If your mother was anything like mine when it came to trying to shape up good choices in her children, she likely informed you numerous times that while "you can't choose your family, you can
choose your friends." As the years rolled by I became increasingly absorbed in the thought that neither can you choose your country of birth. That's every bit as much a lottery -- for the same reasons, I guess -- as what you end up with in the way of family.
By the time I had completed the sabbatical referred to in the previous post I was acutely aware that I really wanted to be some place other than New Zealand. And I am sure that at some point in their lives a very sizable proportion of people arrive at the same idea: they would like a chance to live in another land. Moving as I did to Australia for a few years -- until a laughable work situation made fleeing not just a good idea but an absolute necessity -- doesn't count because New Zealanders at that time got Australian residence pretty much automatically: a reciprocal arrangement between the two countries.
But when we decided to head for Mexico we were faced with the need to apply for residency. There was no assurance of getting it, not least because the only work we had at the time was some contract research student supervision kindly organised for us by Chris Bigum out of Central Queensland University. We would have struggled to meet the economic requirements for entry on the small amount of 'wealth' we possessed at the time, and we had no job in Mexico. Eventually,we found an immigration lawyer, who has become a lifetime friend, and thanks to having published a few books we managed to get a toehold. An FM 3. And after several years more an FM2. And, for me, finally, my treasured permanent residency card.
I simply cannot envisage ever wanting to leave Mexico, and I hope I never have to. This is the first sense of home
I have ever experienced at the kind of level that makes it feel like a real privilege to be able to pay taxes in return for the right to live in the country! I simply love living in Mexico, and I love being a permanent Mexican resident. It took ten years and a lot of running around on hot days, but I treasure my Mexican residency with a passion and a sense of pride that goes beyond words.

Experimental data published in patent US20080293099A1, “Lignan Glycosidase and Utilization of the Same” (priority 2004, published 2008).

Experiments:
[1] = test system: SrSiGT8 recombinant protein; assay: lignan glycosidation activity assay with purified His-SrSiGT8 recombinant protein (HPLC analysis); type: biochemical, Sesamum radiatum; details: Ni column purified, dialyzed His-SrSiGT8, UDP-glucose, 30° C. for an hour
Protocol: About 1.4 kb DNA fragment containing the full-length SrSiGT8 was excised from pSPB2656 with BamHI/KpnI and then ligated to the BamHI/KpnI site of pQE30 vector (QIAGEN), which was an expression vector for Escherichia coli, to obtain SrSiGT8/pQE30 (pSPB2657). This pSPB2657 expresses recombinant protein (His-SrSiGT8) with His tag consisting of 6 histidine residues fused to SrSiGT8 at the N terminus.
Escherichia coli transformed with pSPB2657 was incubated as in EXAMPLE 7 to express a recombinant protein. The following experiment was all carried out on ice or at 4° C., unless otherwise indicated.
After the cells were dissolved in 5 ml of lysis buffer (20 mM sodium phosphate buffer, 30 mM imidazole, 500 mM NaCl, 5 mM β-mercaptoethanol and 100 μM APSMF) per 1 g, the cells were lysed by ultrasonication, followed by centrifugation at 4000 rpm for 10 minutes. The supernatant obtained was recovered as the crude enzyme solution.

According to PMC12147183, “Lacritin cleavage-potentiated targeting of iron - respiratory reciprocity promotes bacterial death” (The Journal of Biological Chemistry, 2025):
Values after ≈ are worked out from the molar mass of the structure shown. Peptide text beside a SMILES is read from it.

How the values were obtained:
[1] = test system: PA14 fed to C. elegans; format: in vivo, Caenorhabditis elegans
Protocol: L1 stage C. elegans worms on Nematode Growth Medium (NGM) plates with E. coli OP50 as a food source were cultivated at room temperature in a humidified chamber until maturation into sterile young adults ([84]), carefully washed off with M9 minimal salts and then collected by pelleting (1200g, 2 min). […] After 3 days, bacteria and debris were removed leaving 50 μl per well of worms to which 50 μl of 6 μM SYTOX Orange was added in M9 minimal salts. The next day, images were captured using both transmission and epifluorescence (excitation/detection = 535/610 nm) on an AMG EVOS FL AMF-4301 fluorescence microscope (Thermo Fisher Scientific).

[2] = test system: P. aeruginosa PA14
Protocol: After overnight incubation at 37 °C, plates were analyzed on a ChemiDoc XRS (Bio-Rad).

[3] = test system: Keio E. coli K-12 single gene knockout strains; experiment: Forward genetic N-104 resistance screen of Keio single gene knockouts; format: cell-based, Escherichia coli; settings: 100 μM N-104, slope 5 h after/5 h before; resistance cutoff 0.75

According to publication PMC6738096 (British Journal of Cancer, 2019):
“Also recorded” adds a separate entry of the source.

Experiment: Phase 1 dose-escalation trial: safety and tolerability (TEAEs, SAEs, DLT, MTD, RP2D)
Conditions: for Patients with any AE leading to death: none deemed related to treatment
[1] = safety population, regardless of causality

A couple of days ago, in the company of some very dear Mexican friends, I found myself in the Lagunas de Montebello National Park
for the first time. Right on the border with Guatemala. I had no idea upon arriving at the first lake on the guided tour that the border was there. The guide just pointed to some stairs and said "the first lake we will be seeing today is at the top of these stairs, so let's walk up there and take a look".
We got up to Laguna Internacional and all of a sudden I saw a sign:
Directly in front of me, a few meters away, there was another sign:
I walked toward it, looking at a tiny road leading off to the left hand side, and a track further to the left winding up the hill. I thought one or both must be the way to the border. So I turned round to ask the guide and, in doing so was met by another sign indicating the limit of the Republic of Guatemala:
I asked the guide where Guatemala began, and he said "you are in Guatemala". He pointed to a concrete strip that came out from the base of the white pillar in the photo above, right by the feet of the muchacha standing there. "That is the border", he said.
So I asked "then where is immigration and customs?" and he said "that's at another place quite some distance from here". Another question followed: "Then what is to stop people just walking across the border?". He replied "Nothing. People do it all the time. Those people in the stalls there selling chocolate and crafts, many of them are Guatemalan. They come over in the morning and go home at night. Many people come here to look for work because they can get more for what they earn."
I found myself just walking to and fro across the border, numerous times, just soaking up the feeling of complete freedom of border crossing. It felt so good. I have long thought how wonderful it would be if people received as part of their birthright one free shot at living where they wanted to live, given that you can choose your friends but not your country of birth. A silly, naive, unworkable thought, to be sure; but one that generates a good feeling when I think it.
I looked across the lake to the well defined cutting that marked the border, musing about it just being there, completely open and completely porous.
I appreciate that there are lots of places in the world where borders are porous and 'free' in this kind of way. This one just happened to be the first one I had experienced.
The guide liked to throw in the occasional word in English and I asked him if he had ever been north, to the US. He said he had. He'd worked in construction in Atlanta for a couple of years, and loved it. But he had no papers, so "I had to come back here". He just said it matter of factly. He was illegal, he knew it, there was no hint of resentment. He'd had a shot for a couple of years, and he was very happy to have had the experience. Would he like to go back? Absolutely, but there was no chance.